Another one of the (mostly) unknown treasures of the late’70s/early’80s British post-punk scene, unearthed by the Detour.
The label itself has always been associated exclusively with the mod/power pop sounds of the period, and this is the one that perfectly captures both of them. Spread over a double CD, Television Anarchy covers all of the bands five singles, as well as unreleased tracks that should’ve made the album that never was.
The first of the singles, even though consisting of a classy melodic crunch, didn’t really set them aside from the contemporaries, and it was the second one that initiated the wild bareback “donkey ride” to the modpsychpowerpopin’ soundtrack.
The creeping in of the mod-ish influence is clearly audible in No Way, and it continues with the next single Don’t Go, a kind of a powered up Mersey “Jam” (in moments recalling The Fourmost’s Lennon-written I’m In Love). Backed with Living Legends, this could easily be one of the ultimate power-pop singles that came from Britain.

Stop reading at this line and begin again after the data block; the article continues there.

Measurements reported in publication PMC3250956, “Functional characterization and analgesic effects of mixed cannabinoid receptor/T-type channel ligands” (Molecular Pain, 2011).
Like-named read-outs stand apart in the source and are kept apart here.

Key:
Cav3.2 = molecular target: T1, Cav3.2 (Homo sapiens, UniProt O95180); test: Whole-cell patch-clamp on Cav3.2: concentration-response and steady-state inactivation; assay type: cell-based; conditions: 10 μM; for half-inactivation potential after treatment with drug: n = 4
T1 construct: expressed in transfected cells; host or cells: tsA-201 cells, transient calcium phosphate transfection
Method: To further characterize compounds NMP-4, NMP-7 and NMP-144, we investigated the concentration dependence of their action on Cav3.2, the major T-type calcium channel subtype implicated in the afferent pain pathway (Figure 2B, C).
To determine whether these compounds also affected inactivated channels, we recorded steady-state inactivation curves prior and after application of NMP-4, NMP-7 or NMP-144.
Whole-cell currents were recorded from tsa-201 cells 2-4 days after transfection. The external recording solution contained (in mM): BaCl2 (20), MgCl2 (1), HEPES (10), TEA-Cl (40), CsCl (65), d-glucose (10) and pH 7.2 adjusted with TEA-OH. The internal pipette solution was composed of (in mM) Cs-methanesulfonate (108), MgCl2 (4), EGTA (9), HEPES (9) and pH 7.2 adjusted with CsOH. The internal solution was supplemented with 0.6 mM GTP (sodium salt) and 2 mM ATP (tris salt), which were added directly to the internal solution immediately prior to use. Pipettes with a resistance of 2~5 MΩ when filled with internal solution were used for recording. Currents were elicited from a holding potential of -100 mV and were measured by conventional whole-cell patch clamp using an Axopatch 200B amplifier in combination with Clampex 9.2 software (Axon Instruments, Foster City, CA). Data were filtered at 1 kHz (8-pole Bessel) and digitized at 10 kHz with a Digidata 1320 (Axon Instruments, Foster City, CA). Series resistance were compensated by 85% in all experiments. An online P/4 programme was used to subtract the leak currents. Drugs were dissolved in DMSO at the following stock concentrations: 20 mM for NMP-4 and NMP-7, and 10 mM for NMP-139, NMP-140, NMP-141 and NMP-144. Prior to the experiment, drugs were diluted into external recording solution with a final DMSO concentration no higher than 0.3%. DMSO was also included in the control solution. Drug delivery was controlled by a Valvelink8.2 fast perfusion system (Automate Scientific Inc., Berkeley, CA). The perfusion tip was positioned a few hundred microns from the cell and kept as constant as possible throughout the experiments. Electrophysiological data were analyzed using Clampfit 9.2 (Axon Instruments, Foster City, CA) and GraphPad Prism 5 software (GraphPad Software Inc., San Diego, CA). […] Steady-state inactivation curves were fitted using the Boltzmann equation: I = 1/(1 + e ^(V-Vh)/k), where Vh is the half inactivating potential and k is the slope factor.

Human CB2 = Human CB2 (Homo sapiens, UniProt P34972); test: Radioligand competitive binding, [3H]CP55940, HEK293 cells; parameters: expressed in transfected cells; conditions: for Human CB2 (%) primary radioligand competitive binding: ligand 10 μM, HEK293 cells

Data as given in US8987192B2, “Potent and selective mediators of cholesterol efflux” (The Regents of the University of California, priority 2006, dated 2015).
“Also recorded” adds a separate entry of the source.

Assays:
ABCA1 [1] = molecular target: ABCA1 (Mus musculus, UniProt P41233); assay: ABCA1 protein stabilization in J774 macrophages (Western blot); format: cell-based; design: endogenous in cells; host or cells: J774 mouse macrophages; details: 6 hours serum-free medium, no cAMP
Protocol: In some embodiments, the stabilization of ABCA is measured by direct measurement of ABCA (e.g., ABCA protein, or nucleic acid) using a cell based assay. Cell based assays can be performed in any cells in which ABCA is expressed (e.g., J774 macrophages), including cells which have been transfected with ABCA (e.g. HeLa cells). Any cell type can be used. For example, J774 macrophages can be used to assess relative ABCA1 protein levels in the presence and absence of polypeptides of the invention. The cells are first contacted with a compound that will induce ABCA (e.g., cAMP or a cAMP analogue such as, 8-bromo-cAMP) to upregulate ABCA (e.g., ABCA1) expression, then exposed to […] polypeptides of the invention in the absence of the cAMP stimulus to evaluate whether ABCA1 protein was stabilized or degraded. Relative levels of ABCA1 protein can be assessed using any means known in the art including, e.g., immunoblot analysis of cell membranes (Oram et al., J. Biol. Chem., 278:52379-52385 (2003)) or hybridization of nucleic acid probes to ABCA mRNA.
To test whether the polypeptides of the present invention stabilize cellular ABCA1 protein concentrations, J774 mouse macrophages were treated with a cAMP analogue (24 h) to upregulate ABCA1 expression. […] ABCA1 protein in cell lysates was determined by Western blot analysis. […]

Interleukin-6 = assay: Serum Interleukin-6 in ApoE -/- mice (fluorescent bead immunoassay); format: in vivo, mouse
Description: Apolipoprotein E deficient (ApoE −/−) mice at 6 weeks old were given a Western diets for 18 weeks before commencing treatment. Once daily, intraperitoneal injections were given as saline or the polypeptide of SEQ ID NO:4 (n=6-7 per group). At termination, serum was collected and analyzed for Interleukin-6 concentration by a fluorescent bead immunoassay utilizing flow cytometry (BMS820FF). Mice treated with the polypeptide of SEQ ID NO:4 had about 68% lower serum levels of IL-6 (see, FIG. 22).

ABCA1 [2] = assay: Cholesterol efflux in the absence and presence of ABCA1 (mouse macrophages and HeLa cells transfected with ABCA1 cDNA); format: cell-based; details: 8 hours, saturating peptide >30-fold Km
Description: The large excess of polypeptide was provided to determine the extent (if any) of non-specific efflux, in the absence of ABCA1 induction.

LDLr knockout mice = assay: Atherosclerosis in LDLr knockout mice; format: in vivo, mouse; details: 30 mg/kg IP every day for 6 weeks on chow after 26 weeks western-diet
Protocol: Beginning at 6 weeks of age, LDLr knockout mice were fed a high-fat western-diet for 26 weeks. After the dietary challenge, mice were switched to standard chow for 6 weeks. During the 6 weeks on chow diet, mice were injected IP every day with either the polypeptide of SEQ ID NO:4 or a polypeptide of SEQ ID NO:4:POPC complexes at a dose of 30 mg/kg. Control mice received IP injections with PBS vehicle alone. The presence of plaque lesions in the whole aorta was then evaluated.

The next one, Let’s Float, is nothing less, even though it does come as a bit of a surprise, sounding like the best song that The Police had never recorded, while on the other side of it, there’s another piece of Who-through-Jam mod workout in Strike Talks.
The last single, Listen To Your Radio, is almost like the Ramones without the punky attitude and it’s backed with Watched By Everyone, reminding me of the Jam-backed Rubinoos.
Regarding the unreleased tracks, there’s also quite a few goodies to be heard, most notably the early Costello sounding Some People, the ‘80s Britpop “madness” of Monkey Business, some more “mod cons” in Shipwreck and there’s also a quirky little piece of pop perfection called Love In A Launderette.
In short, “donkey business” of which I can never get tired of!
[Released by Detour 2004]